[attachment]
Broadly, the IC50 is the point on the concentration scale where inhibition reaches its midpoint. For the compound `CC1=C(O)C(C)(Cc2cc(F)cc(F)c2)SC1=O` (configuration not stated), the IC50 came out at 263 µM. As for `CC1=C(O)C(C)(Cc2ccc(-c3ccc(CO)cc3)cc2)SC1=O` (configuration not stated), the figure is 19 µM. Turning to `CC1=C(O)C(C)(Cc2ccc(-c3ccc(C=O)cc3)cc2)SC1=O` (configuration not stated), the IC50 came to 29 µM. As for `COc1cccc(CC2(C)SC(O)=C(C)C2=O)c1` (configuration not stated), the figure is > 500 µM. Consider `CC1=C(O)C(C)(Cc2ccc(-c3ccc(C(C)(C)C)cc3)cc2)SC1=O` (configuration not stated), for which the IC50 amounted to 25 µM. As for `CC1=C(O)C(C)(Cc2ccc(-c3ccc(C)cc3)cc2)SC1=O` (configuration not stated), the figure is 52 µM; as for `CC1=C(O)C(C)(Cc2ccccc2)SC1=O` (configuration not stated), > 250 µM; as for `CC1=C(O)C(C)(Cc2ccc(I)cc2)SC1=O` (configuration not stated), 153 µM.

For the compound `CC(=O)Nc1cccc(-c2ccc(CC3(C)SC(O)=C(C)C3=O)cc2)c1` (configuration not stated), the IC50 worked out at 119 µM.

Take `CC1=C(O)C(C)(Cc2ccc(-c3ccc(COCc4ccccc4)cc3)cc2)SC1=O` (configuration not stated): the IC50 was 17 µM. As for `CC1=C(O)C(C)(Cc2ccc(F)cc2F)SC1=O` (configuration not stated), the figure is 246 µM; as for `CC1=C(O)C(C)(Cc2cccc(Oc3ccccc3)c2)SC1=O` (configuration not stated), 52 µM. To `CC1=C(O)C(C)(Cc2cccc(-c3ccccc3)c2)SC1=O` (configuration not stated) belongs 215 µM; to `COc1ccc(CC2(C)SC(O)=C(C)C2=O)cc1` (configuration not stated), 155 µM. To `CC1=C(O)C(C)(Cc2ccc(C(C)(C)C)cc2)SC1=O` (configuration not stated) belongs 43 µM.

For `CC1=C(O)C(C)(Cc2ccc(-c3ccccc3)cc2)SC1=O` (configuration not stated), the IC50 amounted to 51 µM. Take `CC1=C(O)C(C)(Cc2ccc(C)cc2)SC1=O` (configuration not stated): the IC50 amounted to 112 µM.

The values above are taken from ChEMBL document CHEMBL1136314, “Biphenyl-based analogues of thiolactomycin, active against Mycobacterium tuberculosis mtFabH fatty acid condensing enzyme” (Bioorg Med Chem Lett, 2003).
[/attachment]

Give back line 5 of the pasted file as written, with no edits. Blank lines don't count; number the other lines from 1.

The values above are taken from ChEMBL document CHEMBL1136314, “Biphenyl-based analogues of thiolactomycin, active against Mycobacterium tuberculosis mtFabH fatty acid condensing enzyme” (Bioorg Med Chem Lett, 2003).